So, if you can afford to buy a crib to have your newborn sleep in as soon as you bring them home, then by all means do consider doing that.

But if money’s tight at the moment and you have to save wherever you can (parenting isn’t cheap!), consider going with a bassinet first and transitioning your baby into a crib later.

Keep in mind, though, that there will come a time where you’re left with no choice but to buy a crib for your baby – so this affordability benefit associated with bassinets is only short-lived.

This assuming, of course, that you buy a crib afterwards. If you have one passed on to you by a family member or a friend, then that’s a different story.

Just be sure that when you’re given a used crib, that all the safety features it has (or once had) are still intact.

Many used cribs that get passed on to family members or friends who can’t afford to buy new ones are pretty worn out, while others were manufactured such a long time ago that the safety standards for cribs have changed a great deal ever since.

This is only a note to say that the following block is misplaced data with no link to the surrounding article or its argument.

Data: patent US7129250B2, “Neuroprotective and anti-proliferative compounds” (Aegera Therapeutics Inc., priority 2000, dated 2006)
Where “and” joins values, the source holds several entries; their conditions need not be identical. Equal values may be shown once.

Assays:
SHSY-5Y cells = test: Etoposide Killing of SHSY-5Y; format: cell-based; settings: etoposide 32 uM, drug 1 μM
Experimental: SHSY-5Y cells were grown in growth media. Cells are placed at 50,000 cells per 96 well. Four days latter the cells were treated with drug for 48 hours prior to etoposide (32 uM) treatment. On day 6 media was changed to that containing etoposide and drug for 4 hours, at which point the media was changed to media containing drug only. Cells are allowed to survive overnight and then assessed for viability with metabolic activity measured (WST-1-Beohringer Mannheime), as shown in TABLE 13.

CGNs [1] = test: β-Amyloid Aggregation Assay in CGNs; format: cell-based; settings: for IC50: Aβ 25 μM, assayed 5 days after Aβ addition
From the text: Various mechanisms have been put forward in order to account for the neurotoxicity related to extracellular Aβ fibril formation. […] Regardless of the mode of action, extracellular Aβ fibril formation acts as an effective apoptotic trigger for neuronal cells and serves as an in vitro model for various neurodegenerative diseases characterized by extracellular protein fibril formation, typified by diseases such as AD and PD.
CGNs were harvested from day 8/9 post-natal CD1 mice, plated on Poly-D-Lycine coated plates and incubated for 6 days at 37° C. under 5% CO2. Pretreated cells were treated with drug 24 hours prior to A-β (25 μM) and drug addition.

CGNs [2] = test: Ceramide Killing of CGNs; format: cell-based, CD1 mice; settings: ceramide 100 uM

5) Portability

If you’re looking to get something for your baby to sleep in, and that you can move around the house with ease so you’re always co-sleeping, bassinets are usually the better choice as far as portability goes.

After all, it’s much easier moving around a bassinet that weighs around 10 pounds, than it is moving around a crib that weighs around a whopping 60 pounds!

This is a very important issue to consider, especially with all the times your baby will wake up screaming in the middle of the night.

Sometimes they’re hungry and desperately need to be fed, other times they just need to have some white noise played in the background to go back to peaceful sleep.

But whatever’s happening at the time, you’re the one who’s going to have to figure it out and take care of things.